How Teens’ Texts Lead to Unsafe Sex

Teenagers who engage in sexting—sending sexually explicit texts—are far more likely to begin having intercourse at an early age and engage in other risky behavior, a new study has found.
The study of 1,800 Los Angeles high school students shows that one in seven has sent a “sext” message, and that those who have are seven times more likely to be sexually active. Teens who sext—especially girls— are also more likely to have unprotected sex, sleep with multiple partners, and use drugs or alcohol before having intercourse.
“What we really wanted to know is, is there a link between sexting and taking risks with your body? And the answer is a pretty resounding ‘yes,’” study author Eric Rice, a researcher at the University of Southern California, tells Reuters.com. The fact that some teen girls have suffered humiliation when ex-boyfriends widely distributed photos of them naked doesn’t seem to be registering.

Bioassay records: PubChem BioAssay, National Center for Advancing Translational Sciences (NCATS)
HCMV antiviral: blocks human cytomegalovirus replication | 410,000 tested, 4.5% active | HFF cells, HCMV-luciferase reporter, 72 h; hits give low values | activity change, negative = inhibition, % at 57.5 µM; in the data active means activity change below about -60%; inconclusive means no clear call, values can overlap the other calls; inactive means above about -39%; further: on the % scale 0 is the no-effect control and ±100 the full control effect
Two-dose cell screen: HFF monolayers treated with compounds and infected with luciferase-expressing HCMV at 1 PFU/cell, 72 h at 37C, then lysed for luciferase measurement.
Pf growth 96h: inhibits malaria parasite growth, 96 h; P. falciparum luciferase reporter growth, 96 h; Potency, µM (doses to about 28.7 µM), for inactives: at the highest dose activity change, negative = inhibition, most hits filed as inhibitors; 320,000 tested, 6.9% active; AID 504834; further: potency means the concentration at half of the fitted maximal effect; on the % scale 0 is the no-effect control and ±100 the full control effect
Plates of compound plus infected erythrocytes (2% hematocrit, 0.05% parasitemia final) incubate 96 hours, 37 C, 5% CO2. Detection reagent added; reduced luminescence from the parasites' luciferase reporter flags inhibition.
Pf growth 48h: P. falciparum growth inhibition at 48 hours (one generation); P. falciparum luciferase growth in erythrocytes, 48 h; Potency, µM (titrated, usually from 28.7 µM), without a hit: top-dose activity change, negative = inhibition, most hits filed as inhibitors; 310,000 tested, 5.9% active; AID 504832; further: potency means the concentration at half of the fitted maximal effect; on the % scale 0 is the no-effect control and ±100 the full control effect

“There is an emerging sense of normalcy around sexting behavior,” Rice says. Some 54 percent of teens say they have a friend who sexts, which makes them 17 times more likely to try it themselves. “If their friends do it,” Rice says, “they’re going to do it.”
- As seen in The Week
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